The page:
Artificial intelligence co-pilots US Air Force U-2 spy plane

U.S. Air Force photo

The United States Air Force tested the use of artificial intelligence to pilot a military aircraft. The experiment took place on board a U-2 Dragon Lady spy plane assigned to the 9th Reconnaissance Wing at Beale Air Force Base, on December 15, 2020. 

Named after Star Wars’ “astromech droid” R2-D2, Artuµ is based on µZero artificial intelligence, an AI developed for strategy games. For the test, the AI algorithm was working as a proper aircrew member and shared the radar with a human pilot. Its mission against another computer was to find enemy launchers, while the human had to spot hostile planes.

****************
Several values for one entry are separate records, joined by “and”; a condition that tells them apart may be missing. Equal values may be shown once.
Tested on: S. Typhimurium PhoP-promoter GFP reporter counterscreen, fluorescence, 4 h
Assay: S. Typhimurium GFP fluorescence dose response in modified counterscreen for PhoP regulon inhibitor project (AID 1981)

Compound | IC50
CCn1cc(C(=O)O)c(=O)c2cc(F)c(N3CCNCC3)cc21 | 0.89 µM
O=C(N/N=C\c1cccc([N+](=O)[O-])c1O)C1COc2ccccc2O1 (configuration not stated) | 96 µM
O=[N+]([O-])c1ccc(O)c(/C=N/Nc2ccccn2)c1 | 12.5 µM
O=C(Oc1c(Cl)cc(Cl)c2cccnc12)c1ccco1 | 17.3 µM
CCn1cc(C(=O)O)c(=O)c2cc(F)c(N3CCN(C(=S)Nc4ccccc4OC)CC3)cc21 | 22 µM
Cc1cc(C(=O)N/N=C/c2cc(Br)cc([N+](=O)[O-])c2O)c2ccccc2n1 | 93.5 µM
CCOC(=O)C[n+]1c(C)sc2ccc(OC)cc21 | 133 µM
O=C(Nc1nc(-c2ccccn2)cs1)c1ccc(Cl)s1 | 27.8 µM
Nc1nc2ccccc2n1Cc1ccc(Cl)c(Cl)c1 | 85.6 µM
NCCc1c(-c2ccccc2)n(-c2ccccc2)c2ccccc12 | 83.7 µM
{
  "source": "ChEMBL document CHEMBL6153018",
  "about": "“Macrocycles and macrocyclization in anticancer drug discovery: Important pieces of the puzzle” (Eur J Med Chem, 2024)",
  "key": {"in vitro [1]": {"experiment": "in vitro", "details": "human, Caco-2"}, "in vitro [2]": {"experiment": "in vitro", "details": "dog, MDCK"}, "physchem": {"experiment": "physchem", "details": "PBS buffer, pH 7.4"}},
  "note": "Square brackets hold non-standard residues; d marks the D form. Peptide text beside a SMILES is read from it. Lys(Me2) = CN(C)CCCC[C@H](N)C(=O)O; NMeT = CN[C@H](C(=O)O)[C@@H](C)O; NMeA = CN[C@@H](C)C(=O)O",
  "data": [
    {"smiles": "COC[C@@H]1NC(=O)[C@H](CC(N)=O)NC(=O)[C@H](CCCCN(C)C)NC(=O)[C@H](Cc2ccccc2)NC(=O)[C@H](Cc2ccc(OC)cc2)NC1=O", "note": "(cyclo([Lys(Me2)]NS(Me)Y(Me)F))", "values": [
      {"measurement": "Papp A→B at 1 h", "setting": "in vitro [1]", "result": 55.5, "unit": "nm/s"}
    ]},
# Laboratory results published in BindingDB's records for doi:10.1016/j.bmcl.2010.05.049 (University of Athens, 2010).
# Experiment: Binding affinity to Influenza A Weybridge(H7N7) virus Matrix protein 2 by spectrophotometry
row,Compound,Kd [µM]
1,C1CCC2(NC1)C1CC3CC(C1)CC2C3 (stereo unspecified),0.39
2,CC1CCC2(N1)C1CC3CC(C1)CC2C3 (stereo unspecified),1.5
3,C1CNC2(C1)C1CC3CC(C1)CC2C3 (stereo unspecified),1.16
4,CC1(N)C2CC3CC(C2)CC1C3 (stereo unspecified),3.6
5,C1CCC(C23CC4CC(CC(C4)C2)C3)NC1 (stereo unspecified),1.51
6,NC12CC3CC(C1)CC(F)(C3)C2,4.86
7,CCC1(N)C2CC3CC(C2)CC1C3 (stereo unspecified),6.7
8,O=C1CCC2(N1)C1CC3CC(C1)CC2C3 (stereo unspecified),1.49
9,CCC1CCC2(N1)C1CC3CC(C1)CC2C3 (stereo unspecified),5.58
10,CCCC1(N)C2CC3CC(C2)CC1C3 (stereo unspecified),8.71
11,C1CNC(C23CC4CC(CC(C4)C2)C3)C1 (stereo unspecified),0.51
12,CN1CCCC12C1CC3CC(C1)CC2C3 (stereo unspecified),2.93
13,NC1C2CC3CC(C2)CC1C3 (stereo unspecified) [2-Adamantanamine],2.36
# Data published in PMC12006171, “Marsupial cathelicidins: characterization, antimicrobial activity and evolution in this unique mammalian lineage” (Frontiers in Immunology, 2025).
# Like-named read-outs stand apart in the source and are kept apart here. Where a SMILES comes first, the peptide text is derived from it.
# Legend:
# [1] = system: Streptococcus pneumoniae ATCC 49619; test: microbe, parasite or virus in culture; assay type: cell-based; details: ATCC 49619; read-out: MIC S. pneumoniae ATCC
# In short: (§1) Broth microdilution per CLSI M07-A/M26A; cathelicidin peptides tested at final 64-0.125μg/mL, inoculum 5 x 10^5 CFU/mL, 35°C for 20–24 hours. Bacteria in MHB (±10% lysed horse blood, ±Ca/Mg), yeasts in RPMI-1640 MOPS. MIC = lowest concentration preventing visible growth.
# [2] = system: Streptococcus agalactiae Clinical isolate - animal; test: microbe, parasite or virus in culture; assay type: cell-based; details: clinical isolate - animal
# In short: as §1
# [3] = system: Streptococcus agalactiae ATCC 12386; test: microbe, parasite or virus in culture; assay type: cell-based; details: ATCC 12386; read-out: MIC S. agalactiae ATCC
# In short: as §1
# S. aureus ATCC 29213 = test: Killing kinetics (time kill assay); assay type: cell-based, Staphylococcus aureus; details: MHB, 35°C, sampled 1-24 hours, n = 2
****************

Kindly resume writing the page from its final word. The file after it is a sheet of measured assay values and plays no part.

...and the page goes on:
“We know that in order to fight and win in a future conflict with a peer adversary, we must have a decisive digital advantage,” commented Charles Brown Jr., U.S. Air Force Chief of Staff. “AI will play a critical role in achieving that edge, so I’m incredibly proud of what the team accomplished. We must accelerate change and that only happens when our Airmen push the limits of what we thought was possible.”

The U.S. Air Force is increasingly interested in the applications of AI to piloting. Another project, called Skyborg, puts into competition 13 companies that have to develop an unmanned fighter aircraft. Controlled by AI, the UCAV would need to work as a wingman with other manned or unmanned fighters and execute commands issued by accompanying pilots. 


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